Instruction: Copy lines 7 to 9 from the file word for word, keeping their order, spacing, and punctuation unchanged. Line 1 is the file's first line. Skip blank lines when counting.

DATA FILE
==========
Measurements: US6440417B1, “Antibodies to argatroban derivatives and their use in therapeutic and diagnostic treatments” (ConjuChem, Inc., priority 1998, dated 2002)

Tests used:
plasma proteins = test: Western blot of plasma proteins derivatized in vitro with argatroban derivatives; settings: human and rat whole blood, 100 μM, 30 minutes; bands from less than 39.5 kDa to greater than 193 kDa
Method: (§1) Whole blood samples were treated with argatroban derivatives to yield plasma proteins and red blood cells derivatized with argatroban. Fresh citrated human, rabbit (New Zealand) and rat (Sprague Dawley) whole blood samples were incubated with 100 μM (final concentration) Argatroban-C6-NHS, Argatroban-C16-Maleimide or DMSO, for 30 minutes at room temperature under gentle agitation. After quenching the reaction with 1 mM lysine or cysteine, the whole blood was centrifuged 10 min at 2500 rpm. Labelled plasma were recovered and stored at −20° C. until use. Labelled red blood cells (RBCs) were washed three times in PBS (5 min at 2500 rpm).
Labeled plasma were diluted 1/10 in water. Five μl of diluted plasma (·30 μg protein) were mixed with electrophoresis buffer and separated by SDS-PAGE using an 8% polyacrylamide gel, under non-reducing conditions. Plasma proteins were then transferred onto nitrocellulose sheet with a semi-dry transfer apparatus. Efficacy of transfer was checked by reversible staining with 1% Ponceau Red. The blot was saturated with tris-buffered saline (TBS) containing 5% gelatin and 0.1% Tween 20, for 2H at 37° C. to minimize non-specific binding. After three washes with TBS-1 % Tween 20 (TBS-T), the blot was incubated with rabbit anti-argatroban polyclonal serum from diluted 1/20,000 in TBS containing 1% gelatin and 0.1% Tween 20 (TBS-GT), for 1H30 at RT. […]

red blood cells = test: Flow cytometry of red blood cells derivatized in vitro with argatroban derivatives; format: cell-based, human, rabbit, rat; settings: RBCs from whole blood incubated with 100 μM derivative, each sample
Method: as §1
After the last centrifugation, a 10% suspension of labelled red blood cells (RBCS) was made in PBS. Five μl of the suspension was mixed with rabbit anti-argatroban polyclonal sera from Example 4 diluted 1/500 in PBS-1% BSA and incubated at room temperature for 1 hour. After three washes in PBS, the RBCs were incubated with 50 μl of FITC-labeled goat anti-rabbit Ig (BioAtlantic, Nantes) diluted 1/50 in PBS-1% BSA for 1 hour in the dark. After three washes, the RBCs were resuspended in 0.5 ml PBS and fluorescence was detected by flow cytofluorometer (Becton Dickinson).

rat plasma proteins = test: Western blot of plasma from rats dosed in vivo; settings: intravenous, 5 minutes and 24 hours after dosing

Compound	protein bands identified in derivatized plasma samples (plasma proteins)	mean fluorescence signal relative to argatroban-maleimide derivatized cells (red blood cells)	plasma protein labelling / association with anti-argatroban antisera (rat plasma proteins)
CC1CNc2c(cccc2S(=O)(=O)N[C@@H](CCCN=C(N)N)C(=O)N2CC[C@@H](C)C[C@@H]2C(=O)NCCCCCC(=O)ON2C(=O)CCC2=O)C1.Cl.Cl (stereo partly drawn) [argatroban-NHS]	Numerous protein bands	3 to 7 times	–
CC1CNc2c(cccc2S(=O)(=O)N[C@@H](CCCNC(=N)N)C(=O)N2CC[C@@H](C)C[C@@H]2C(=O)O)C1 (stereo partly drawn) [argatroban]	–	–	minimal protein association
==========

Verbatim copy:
Method: as §1
After the last centrifugation, a 10% suspension of labelled red blood cells (RBCS) was made in PBS. Five μl of the suspension was mixed with rabbit anti-argatroban polyclonal sera from Example 4 diluted 1/500 in PBS-1% BSA and incubated at room temperature for 1 hour. After three washes in PBS, the RBCs were incubated with 50 μl of FITC-labeled goat anti-rabbit Ig (BioAtlantic, Nantes) diluted 1/50 in PBS-1% BSA for 1 hour in the dark. After three washes, the RBCs were resuspended in 0.5 ml PBS and fluorescence was detected by flow cytofluorometer (Becton Dickinson).

rat plasma proteins = test: Western blot of plasma from rats dosed in vivo; settings: intravenous, 5 minutes and 24 hours after dosing